Illustration: Annelise Capossela/Axios

Chinese Communist Party Secretary Xi Jinping announced last week that the party must strengthen its leadership over private companies, and that entrepreneurs must meet the party's needs. 

Why it matters: Xi's new announcement will increase fears that Chinese businesses may serve as a Trojan horse for the CCP.

What's happening: On Sept. 15, the CCP's top decision-making body, the Central Committee, released a memo calling for closer ties between private Chinese businesses and the United Front Work Department, which is the CCP's bureau in charge of extending its influence and control to all corners of society.

  • The guidelines say the aim is to "create a backbone team of private businesspeople who are reliable and useful at critical moments."
  • On Thursday, the party also convened the first-ever conference on strengthening ties between private businesses and the UFWD.

Between the lines: Under Xi, the party is seeking to establish control over the private sector in a way that maintains robust economic growth while allowing the government to implement long-term strategy and commandeer private sector resources when needed.

  • In 2018, China's securities regulator issued a guideline requiring listed companies to include in their articles of association a section about the party's role.
  • The party aims to accomplish not just economic goals but also political and national security goals.
  • “Xi has clearly given a strong push to the United Front system to do more and be bolder,” said Alex Joske, a China analyst at the Australian Strategic Policy Institute who has written extensively about the department.

The big picture: U.S. concerns over TikTok are based in part on the suspicion that private Chinese businesses aren't able to fend off Chinese government demands for data or other assistance.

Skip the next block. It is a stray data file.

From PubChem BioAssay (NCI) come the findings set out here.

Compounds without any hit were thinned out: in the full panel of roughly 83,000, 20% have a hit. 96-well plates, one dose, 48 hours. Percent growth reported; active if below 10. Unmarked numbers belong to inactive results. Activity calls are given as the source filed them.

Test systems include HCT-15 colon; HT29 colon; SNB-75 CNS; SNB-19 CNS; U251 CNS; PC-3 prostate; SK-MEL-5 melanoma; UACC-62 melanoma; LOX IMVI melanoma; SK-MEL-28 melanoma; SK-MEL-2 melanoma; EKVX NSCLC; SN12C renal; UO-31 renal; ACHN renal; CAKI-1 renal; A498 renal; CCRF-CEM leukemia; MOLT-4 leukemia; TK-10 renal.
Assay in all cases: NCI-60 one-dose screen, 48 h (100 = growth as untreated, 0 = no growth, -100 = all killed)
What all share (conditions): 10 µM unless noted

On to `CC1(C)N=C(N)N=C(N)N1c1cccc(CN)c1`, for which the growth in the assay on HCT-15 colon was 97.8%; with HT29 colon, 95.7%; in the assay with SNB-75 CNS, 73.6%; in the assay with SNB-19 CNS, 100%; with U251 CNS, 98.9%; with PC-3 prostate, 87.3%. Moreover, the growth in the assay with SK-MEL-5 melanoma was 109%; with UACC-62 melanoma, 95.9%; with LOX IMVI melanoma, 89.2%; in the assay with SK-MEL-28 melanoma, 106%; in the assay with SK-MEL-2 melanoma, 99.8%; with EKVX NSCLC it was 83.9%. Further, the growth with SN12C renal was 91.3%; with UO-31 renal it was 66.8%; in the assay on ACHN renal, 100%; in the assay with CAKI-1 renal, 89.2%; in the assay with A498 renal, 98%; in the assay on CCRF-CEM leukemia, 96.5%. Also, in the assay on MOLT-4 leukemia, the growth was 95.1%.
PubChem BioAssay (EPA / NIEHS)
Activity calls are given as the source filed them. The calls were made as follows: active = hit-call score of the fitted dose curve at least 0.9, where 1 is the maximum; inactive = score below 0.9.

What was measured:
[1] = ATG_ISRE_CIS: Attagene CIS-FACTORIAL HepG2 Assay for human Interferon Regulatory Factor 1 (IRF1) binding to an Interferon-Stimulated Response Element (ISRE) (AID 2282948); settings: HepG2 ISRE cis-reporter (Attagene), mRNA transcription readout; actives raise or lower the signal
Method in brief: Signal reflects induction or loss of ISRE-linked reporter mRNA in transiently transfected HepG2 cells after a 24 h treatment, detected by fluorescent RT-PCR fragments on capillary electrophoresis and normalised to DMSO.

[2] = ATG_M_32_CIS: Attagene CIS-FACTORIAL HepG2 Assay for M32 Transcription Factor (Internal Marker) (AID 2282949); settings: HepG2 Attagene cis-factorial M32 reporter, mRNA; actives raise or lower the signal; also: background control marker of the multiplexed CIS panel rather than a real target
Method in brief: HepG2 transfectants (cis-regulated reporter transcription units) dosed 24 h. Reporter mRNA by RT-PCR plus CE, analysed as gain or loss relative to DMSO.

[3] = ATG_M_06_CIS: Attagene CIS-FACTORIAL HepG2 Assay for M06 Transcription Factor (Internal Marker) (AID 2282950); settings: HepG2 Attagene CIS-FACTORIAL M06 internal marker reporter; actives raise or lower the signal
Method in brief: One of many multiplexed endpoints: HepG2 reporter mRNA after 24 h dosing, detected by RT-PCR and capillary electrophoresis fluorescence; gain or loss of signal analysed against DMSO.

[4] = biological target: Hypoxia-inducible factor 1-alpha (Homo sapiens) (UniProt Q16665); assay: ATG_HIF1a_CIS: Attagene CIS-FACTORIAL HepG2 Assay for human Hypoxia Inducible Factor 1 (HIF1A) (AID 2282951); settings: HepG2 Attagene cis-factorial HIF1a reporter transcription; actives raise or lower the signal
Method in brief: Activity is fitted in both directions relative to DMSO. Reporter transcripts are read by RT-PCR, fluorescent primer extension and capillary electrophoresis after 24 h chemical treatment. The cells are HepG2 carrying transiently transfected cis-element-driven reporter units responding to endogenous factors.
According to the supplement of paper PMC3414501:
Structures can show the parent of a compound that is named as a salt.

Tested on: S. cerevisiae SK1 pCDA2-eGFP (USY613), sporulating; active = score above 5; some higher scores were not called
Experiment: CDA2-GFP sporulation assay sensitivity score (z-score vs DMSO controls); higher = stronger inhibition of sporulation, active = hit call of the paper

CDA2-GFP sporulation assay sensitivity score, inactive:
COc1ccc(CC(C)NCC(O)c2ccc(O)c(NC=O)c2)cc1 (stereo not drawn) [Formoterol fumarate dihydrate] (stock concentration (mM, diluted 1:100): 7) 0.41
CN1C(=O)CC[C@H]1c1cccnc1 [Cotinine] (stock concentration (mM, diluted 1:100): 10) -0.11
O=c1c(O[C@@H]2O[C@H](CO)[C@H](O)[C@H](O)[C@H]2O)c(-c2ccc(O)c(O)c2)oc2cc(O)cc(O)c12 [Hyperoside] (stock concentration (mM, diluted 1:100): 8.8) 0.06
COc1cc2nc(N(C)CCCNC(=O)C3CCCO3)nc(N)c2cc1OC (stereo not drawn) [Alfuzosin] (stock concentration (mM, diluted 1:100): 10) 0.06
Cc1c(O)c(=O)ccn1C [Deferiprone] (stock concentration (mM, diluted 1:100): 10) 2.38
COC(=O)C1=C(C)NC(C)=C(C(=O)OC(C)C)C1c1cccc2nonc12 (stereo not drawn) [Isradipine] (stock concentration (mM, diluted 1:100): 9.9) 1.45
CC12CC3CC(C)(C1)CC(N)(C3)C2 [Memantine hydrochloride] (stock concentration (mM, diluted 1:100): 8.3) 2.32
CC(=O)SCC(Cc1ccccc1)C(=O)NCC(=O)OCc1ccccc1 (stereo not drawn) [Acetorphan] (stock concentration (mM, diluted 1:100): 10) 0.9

• Chinese law states that companies and individuals are required to hand over data and provide assistance to the government and its intelligence agencies upon request, and that they must keep any such requests a secret.
  • The new memo adds in a strong political element, suggesting some companies may now be required to assist in political goals and activities — though the specifics remain unclear.

What to watch: While this measure is directed primarily at Chinese businesses, the policy could spill over beyond its borders, since many Chinese businesses have partners, customers, or operations abroad.

  • The Chinese government already pressures companies to act in concert with official diplomatic and foreign policy goals.
  • Chinese companies have canceled contracts with foreign companies when their governments have acted against Beijing's wishes, such as earlier this month when a Chinese company suspended a $23.8 million order from Czech piano company Klaviry Petrof after a Czech government official visited Taiwan.
  • Chinese companies have also pulled ads from foreign news outlets that publish content Beijing doesn't like.

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